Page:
A so-called “straight news” anchor at Fox News asserted on Wednesday that any criticism of the White House’s Iran strategy is simply “Trump derangement syndrome.”
Anchor Bret Baier made the remarks after President Donald Trump spoke to the nation about Iran’s missile strikes on an airbases where Americans are stationed in Iraq.
“He did draw that red line, he did say, ‘If you kill an American, we are going to strike back and strike back hard,'” Baier said. “They did. There’s all this talk on Capitol Hill and briefing is now ongoing for House and Senate members.”
“There is this sense that this president perhaps doesn’t get credit when something goes right,” the anchor complained. “As all of this was happening, [critics said] it was going to be World War III. He started World War III and there’s no strategy here.”
Baier concluded: “Now, we saw what Iran did in response [to the killing of a top general], we see what the U.S. is saying in response to that. And you wonder whether Trump derangement syndrome factors in to some of the responses you hear publicly here in Washington.”
Fox News personality Tomi Lahren also accused critics of “TDS.”
President Trump is showing great restraint while still making it clear he will not tolerate Iran’s continued acts of terror. It would be nice if the Left could root for the USA for a change. Get some meds for your TDS and allow a little patriotism in your heart- won’t kill you.
— Tomi Lahren (@TomiLahren) January 8, 2020
Watch the video below from Fox News.
Trump administration quietly guts COVID-19 paid leave provision that already excluded 75 percent of workers
The Trump administration has quietly issued new guidance that will exempt many small businesses from having to provide some workers with paid leave during the coronavirus pandemic.
The Department of Labor issued a temporary rule Wednesday that effectively exempted businesses with fewer than 50 workers from being required to provide 12 weeks of paid leave for workers whose children are suddenly at home from school or child care under the coronavirus stimulus package signed by President Donald Trump.
This article first appeared in Salon.
Trump is deploying national guardsman to provide pandemic support without any health benefits: report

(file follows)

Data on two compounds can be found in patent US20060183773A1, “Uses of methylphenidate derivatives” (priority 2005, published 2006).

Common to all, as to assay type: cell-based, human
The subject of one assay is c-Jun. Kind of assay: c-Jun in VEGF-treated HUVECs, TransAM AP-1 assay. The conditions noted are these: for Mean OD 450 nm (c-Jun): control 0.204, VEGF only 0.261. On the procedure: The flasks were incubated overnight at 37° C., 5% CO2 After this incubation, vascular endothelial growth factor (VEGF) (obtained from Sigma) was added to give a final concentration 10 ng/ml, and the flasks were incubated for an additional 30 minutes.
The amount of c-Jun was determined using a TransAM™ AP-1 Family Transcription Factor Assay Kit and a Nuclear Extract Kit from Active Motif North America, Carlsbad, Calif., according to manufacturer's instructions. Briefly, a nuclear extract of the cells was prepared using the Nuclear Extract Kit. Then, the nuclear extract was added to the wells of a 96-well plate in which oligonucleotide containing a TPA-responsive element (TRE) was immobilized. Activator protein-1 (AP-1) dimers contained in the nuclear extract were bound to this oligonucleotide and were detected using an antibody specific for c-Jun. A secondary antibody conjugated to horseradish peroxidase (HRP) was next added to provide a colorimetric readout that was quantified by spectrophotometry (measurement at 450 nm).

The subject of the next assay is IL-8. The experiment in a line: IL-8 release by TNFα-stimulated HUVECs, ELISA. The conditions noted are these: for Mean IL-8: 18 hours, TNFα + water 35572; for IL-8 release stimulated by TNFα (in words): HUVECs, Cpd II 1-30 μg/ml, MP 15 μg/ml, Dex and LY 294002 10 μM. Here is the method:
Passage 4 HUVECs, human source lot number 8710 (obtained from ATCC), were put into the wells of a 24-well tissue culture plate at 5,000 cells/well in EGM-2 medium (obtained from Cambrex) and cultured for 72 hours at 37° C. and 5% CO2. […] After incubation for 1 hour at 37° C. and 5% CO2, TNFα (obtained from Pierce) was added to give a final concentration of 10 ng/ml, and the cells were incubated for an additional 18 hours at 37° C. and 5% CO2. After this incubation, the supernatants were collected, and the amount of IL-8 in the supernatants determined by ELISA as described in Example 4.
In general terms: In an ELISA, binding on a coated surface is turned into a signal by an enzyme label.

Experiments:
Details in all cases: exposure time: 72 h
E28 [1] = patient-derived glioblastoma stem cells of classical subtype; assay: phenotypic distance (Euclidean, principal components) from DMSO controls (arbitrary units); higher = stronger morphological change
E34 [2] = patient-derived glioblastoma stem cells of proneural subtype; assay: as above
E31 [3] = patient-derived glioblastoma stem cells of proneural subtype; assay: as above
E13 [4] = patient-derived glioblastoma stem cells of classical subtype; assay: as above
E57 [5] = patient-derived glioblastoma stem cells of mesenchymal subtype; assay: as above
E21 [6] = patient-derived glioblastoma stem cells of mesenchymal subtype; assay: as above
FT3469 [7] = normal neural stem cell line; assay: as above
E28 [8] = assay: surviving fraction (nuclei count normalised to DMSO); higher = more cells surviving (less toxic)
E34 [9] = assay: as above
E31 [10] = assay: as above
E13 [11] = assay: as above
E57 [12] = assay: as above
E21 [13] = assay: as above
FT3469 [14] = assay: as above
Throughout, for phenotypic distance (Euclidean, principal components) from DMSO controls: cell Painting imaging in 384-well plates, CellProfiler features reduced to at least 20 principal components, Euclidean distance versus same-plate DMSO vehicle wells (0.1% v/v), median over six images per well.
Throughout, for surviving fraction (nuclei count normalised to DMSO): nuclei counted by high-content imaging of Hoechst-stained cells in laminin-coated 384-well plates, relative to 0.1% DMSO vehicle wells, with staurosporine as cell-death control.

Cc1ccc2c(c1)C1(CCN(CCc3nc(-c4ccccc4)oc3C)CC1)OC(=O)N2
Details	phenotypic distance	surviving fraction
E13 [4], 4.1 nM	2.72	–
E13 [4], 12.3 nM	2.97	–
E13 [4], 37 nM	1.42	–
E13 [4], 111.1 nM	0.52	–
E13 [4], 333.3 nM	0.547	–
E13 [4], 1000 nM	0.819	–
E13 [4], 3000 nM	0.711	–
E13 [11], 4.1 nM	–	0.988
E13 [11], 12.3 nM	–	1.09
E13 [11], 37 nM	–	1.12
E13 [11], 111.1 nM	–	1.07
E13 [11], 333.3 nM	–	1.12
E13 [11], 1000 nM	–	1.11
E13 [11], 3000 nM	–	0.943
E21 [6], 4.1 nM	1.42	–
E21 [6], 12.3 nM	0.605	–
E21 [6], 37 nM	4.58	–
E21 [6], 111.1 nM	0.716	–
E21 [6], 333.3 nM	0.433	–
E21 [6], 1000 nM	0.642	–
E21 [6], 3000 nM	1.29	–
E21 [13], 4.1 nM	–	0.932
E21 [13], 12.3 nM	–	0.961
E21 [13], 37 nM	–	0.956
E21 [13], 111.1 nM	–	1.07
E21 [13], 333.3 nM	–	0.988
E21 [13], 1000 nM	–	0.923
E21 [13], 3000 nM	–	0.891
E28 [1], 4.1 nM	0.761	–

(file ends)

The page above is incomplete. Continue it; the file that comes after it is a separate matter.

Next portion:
The National Guard are an essential part of the fight against the coronavirus pandemic, and thousands of them have potentially been exposed to infected civilians, making it a particularly dangerous and important time to serve.
But according to The Daily Beast, the guard has been deployed in a way that prevents them from being eligible for the military's health care system.
"The approximately 20,000 guardsmen who have been called up to help states around the country deal with the spread of the coronavirus are federalized on what’s called Title 32 status, which puts them in command of their various state governors but with the federal government paying costs," wrote senior national security correspondent Spencer Ackerman. "But according to the National Guard’s advocates and the U.S. governors’ association, the guardsmen are activated on orders that last 30 days. That puts them one single day shy of the requirement allowing the military health insurance system known as TRICARE — think of it as Medicare For All In Uniform — to cover them."
Vaccine researchers grew ‘alarmed’ as Trump’s CDC wasted weeks of their time with a flawed coronavirus test: report
According to a report from the Washington Post, in the early days as health officials became concerned about the possibility of the COVID-19 pandemic blossoming out of China, researchers sat and wasted days they could have used to start developing a vaccine because they were assured by the Centers for Disease Control (CDC) that a testing kit was on its way.
As it turned out, that test was flawed.
Relying on emails and interviews, the Post is reporting, "On a Jan. 15 conference call, a leading scientist at the federal Centers for Disease Control and Prevention assured local and state public health officials from across the nation that there would soon be a test to detect a mysterious virus spreading from China. Stephen Lindstrom told them the threat was remote and they may not need the test his team was developing 'unless the scope gets much larger than we anticipate,' according to an email summarizing the call."